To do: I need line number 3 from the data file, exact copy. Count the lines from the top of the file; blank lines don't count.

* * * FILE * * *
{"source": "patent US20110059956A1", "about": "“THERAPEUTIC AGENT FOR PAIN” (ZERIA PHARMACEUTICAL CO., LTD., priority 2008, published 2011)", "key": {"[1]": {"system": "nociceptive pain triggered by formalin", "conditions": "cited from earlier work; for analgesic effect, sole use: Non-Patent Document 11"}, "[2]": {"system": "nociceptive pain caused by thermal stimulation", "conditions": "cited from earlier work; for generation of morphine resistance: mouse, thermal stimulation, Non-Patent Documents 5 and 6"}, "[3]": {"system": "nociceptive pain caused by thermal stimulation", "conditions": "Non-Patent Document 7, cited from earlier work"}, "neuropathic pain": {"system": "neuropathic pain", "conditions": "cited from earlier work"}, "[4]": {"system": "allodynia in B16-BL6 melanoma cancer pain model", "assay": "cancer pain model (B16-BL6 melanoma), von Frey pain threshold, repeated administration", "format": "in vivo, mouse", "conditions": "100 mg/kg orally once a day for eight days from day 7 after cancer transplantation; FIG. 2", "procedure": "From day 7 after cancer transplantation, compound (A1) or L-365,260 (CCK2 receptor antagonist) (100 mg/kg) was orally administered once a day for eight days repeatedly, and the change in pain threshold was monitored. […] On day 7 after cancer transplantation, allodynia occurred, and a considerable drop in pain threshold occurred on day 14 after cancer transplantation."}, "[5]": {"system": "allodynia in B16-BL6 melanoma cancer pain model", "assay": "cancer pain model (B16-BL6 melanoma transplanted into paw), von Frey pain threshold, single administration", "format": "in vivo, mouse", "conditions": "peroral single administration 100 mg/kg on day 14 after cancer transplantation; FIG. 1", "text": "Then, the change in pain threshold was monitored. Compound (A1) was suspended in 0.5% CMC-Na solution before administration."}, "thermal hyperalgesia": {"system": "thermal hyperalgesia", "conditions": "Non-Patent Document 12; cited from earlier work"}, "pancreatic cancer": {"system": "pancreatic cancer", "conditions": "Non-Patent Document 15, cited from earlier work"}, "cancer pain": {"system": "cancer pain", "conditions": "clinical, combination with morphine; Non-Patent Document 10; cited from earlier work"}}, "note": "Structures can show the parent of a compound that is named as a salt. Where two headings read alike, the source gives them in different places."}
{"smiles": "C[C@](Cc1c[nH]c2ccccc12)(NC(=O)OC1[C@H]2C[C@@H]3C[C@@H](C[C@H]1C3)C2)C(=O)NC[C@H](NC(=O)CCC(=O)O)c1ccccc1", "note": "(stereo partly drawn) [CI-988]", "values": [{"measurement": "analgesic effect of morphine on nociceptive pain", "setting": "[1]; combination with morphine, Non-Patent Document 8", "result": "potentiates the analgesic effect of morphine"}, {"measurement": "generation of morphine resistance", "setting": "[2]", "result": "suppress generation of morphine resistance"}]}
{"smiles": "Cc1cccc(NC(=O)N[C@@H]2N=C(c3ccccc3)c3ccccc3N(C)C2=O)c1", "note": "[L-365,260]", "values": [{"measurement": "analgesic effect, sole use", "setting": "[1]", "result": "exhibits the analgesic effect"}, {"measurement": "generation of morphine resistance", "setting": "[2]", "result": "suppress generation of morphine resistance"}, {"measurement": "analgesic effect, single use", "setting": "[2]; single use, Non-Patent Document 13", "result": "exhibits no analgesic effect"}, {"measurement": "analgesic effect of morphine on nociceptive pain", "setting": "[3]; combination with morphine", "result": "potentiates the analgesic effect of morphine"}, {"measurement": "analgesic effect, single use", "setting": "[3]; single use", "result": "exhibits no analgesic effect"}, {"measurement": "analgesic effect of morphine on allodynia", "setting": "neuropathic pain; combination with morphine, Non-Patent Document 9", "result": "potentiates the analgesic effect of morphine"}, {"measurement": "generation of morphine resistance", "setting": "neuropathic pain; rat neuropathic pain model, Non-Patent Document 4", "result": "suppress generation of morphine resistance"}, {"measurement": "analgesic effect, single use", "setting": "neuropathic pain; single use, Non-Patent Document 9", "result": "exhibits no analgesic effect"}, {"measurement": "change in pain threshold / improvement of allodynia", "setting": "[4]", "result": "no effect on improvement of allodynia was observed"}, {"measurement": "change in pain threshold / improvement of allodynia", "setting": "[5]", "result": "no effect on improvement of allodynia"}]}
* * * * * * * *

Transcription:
{"smiles": "Cc1cccc(NC(=O)N[C@@H]2N=C(c3ccccc3)c3ccccc3N(C)C2=O)c1", "note": "[L-365,260]", "values": [{"measurement": "analgesic effect, sole use", "setting": "[1]", "result": "exhibits the analgesic effect"}, {"measurement": "generation of morphine resistance", "setting": "[2]", "result": "suppress generation of morphine resistance"}, {"measurement": "analgesic effect, single use", "setting": "[2]; single use, Non-Patent Document 13", "result": "exhibits no analgesic effect"}, {"measurement": "analgesic effect of morphine on nociceptive pain", "setting": "[3]; combination with morphine", "result": "potentiates the analgesic effect of morphine"}, {"measurement": "analgesic effect, single use", "setting": "[3]; single use", "result": "exhibits no analgesic effect"}, {"measurement": "analgesic effect of morphine on allodynia", "setting": "neuropathic pain; combination with morphine, Non-Patent Document 9", "result": "potentiates the analgesic effect of morphine"}, {"measurement": "generation of morphine resistance", "setting": "neuropathic pain; rat neuropathic pain model, Non-Patent Document 4", "result": "suppress generation of morphine resistance"}, {"measurement": "analgesic effect, single use", "setting": "neuropathic pain; single use, Non-Patent Document 9", "result": "exhibits no analgesic effect"}, {"measurement": "change in pain threshold / improvement of allodynia", "setting": "[4]", "result": "no effect on improvement of allodynia was observed"}, {"measurement": "change in pain threshold / improvement of allodynia", "setting": "[5]", "result": "no effect on improvement of allodynia"}]}